7 December 2012

Firecrest, Alex

A bit late getting out of the pit on Wednesday I decided to change my route crossing the broom fields to centre copse and then along the little ditch that separates the two playing fields.  I stopped to practise a few shots at a male Reed Bunting feeding in the grass, pretending it could have been a rare vagrant.  While I was at it a waderish call came from behind me and disappeared over Forest Gate.  Saw nothing and I have no idea what it was, it just sounded waderish!

The bunting hid in the long grass, and I moved on towards Alex and the scrub that lies to the east of it.  At the back where the tall mature trees form a small copse, a flicker caught my eye.  A flicker that showed a rather nice white eye stripe. The Firecrest of the title.  Shouldn't really have some as a surprise, considering the City of London Cemetery if full of suitable evergreens, and maybe it was the same bird Jono got about a month back by the scrub to the east of Centre Road.  It didn't hang about and vanished while I was texting the news out.  I gave up looking after about half an hour and wandered back to the Alex.  Here I met "next day" Keith, who had come to look for the bird.  He thought he might have had it in the holly just by the lake, but he also said he might have just had a Caspian Gull on the lake where the gulls and Canadas wait to get fed. I persuaded him to show me his possible Caspo, which not surprisingly we couldn't find. Time up I left him and he went back to looking for crests.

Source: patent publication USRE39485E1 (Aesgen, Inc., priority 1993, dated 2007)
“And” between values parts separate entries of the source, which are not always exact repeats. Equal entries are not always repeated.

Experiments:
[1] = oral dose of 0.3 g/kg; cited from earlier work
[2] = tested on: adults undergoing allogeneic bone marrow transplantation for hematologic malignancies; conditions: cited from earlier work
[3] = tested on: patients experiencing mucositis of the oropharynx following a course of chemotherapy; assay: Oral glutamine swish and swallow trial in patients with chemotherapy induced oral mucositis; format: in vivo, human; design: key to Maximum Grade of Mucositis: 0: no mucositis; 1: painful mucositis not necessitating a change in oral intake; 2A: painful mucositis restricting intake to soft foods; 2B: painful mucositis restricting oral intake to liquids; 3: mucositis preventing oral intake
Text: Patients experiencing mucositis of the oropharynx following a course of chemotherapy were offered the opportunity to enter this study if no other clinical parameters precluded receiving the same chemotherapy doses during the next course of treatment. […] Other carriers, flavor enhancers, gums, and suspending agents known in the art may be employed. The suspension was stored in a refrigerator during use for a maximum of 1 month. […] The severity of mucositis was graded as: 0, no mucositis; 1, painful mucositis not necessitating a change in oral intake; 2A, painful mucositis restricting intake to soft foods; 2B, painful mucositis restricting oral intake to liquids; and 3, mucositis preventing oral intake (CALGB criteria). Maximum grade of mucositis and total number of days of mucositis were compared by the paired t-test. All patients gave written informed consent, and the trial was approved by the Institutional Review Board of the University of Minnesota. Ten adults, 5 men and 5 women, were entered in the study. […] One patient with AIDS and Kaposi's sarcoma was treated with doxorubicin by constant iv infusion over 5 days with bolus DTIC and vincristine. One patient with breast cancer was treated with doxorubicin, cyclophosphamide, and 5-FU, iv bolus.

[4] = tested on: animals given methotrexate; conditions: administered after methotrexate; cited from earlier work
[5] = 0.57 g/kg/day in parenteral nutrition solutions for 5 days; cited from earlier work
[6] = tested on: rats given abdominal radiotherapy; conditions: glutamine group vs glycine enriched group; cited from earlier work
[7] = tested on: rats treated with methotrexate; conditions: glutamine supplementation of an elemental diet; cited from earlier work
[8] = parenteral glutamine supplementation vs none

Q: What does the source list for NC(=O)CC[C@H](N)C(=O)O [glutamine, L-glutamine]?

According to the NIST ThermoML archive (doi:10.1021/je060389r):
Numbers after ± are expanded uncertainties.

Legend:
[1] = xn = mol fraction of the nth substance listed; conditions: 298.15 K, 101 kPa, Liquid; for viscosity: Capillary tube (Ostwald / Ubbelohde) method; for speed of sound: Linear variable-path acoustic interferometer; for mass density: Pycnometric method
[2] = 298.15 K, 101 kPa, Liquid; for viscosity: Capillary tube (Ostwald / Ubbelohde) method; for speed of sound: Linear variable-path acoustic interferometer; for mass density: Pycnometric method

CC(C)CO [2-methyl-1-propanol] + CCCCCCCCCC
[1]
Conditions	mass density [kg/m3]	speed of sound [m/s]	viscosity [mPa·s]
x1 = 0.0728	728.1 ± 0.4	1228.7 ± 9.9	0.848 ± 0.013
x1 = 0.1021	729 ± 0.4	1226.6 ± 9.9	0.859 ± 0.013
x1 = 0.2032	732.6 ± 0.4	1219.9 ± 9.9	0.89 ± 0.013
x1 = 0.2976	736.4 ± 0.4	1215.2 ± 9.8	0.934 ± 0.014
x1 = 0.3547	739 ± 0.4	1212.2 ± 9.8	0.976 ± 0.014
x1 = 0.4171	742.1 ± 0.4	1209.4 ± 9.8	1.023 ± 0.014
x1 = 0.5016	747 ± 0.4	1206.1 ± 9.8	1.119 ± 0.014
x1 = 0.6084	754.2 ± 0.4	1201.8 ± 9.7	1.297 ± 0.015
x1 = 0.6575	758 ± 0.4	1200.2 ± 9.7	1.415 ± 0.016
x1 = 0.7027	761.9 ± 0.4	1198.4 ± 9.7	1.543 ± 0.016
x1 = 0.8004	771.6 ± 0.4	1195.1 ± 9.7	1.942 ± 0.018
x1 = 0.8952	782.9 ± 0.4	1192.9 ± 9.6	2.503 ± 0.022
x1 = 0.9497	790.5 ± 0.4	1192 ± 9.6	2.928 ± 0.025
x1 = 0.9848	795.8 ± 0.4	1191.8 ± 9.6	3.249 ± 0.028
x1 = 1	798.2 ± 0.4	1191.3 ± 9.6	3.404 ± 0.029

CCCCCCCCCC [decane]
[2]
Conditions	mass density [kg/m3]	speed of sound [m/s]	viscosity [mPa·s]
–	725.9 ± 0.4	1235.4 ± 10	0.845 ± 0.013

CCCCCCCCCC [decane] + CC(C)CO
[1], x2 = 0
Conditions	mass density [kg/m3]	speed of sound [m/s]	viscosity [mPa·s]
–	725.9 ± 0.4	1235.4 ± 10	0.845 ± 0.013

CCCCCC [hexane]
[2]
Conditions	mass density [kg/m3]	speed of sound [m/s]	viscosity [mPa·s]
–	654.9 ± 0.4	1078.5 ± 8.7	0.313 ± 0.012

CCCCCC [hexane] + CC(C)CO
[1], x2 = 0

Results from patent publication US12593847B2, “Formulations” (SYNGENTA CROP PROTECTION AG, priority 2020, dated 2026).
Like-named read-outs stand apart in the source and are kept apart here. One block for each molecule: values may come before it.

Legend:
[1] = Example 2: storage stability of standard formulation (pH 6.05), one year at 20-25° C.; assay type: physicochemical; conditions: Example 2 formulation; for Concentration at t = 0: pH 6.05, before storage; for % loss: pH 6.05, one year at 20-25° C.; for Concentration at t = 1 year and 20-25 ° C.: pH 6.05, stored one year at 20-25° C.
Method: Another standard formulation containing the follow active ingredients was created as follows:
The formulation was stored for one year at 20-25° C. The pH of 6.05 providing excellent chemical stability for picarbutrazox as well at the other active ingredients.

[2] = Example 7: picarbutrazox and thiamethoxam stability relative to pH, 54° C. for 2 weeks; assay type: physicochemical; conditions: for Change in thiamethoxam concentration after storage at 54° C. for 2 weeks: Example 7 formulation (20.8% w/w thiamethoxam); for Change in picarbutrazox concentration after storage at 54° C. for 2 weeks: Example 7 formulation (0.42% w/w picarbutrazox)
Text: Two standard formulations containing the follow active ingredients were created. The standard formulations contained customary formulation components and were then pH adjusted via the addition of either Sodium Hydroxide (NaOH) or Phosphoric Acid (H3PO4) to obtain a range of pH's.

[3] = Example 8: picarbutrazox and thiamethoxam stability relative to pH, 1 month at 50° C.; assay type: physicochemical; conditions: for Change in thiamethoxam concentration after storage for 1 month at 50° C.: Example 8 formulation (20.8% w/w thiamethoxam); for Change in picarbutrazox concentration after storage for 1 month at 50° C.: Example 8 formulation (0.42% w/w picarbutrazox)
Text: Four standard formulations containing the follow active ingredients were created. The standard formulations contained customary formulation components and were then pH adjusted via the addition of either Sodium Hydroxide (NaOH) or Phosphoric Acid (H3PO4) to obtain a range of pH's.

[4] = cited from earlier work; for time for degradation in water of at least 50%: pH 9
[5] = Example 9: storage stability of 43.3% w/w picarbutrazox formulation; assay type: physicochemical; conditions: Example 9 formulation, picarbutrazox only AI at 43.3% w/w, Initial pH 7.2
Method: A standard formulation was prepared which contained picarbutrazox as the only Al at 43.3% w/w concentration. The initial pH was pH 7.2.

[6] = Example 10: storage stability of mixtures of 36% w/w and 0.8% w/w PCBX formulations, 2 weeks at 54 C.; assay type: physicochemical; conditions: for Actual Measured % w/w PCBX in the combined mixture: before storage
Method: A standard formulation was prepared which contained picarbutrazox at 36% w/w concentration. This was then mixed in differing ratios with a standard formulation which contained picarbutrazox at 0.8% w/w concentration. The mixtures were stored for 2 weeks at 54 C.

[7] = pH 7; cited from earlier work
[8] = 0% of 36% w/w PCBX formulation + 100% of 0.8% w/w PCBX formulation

Today I met up with Josh and I towed him round the park, Old Sewage Works and back to the Alex, looking for sawbills or any other cold weather movement birds.  We had drawn a blank and were just going to search Alex's scrub for the Firecrest when it popped up in the self same holly Keith had been staring at the day before.  Josh by the way, another new birder for the patch, had discovered the Firecrest were back in Bush Wood towards the middle of November, and he's been a bit of a lucky talisman for me so it was only right and proper that he be there now.

220 shots later and the little gem flies off and we give it some peace. Now if it should stick around it may afford some very reasonable views, not like the ones in Bush Wood, which are much harder to pin down, but then with FCs popping up all over London, how many might be lurking in the evergreen world of the hereafter just across the road?

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